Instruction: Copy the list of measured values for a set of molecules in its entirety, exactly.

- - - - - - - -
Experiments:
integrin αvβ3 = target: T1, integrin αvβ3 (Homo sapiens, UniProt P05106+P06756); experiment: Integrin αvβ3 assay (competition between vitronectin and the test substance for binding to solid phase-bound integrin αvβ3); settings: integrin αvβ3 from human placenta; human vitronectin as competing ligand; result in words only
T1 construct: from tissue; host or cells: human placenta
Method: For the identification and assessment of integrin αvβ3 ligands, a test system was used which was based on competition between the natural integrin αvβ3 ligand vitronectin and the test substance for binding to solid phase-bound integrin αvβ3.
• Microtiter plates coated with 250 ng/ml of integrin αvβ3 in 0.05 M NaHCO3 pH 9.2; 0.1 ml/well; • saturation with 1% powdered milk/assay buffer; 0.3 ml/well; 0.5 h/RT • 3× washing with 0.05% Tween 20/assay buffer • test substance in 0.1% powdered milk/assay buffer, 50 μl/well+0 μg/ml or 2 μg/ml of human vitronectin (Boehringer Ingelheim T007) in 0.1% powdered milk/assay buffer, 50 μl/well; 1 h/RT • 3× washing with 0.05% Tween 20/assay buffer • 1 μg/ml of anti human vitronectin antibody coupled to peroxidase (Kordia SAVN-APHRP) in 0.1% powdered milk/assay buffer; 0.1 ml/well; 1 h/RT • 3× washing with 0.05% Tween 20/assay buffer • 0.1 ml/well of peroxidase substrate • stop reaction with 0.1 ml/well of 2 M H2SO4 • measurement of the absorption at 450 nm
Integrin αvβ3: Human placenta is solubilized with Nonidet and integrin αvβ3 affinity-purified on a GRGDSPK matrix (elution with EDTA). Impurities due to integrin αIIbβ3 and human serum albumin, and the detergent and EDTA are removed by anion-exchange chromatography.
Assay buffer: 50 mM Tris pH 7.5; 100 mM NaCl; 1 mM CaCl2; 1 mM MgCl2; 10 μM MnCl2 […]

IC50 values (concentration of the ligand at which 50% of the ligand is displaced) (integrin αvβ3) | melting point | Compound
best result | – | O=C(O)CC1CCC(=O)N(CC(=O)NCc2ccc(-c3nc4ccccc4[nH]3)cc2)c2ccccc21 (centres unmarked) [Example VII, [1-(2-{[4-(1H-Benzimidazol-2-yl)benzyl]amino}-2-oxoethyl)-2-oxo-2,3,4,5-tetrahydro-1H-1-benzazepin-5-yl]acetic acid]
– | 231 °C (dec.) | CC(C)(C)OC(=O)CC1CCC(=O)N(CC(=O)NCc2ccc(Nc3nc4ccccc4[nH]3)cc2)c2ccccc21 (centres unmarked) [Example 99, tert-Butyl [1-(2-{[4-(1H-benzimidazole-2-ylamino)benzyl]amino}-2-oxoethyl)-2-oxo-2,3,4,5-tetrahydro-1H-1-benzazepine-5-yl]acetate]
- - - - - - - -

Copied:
Experiments:
integrin αvβ3 = target: T1, integrin αvβ3 (Homo sapiens, UniProt P05106+P06756); experiment: Integrin αvβ3 assay (competition between vitronectin and the test substance for binding to solid phase-bound integrin αvβ3); settings: integrin αvβ3 from human placenta; human vitronectin as competing ligand; result in words only
T1 construct: from tissue; host or cells: human placenta
Method: For the identification and assessment of integrin αvβ3 ligands, a test system was used which was based on competition between the natural integrin αvβ3 ligand vitronectin and the test substance for binding to solid phase-bound integrin αvβ3.
• Microtiter plates coated with 250 ng/ml of integrin αvβ3 in 0.05 M NaHCO3 pH 9.2; 0.1 ml/well; • saturation with 1% powdered milk/assay buffer; 0.3 ml/well; 0.5 h/RT • 3× washing with 0.05% Tween 20/assay buffer • test substance in 0.1% powdered milk/assay buffer, 50 μl/well+0 μg/ml or 2 μg/ml of human vitronectin (Boehringer Ingelheim T007) in 0.1% powdered milk/assay buffer, 50 μl/well; 1 h/RT • 3× washing with 0.05% Tween 20/assay buffer • 1 μg/ml of anti human vitronectin antibody coupled to peroxidase (Kordia SAVN-APHRP) in 0.1% powdered milk/assay buffer; 0.1 ml/well; 1 h/RT • 3× washing with 0.05% Tween 20/assay buffer • 0.1 ml/well of peroxidase substrate • stop reaction with 0.1 ml/well of 2 M H2SO4 • measurement of the absorption at 450 nm
Integrin αvβ3: Human placenta is solubilized with Nonidet and integrin αvβ3 affinity-purified on a GRGDSPK matrix (elution with EDTA). Impurities due to integrin αIIbβ3 and human serum albumin, and the detergent and EDTA are removed by anion-exchange chromatography.
Assay buffer: 50 mM Tris pH 7.5; 100 mM NaCl; 1 mM CaCl2; 1 mM MgCl2; 10 μM MnCl2 […]

IC50 values (concentration of the ligand at which 50% of the ligand is displaced) (integrin αvβ3) | melting point | Compound
best result | – | O=C(O)CC1CCC(=O)N(CC(=O)NCc2ccc(-c3nc4ccccc4[nH]3)cc2)c2ccccc21 (centres unmarked) [Example VII, [1-(2-{[4-(1H-Benzimidazol-2-yl)benzyl]amino}-2-oxoethyl)-2-oxo-2,3,4,5-tetrahydro-1H-1-benzazepin-5-yl]acetic acid]
– | 231 °C (dec.) | CC(C)(C)OC(=O)CC1CCC(=O)N(CC(=O)NCc2ccc(Nc3nc4ccccc4[nH]3)cc2)c2ccccc21 (centres unmarked) [Example 99, tert-Butyl [1-(2-{[4-(1H-benzimidazole-2-ylamino)benzyl]amino}-2-oxoethyl)-2-oxo-2,3,4,5-tetrahydro-1H-1-benzazepine-5-yl]acetate]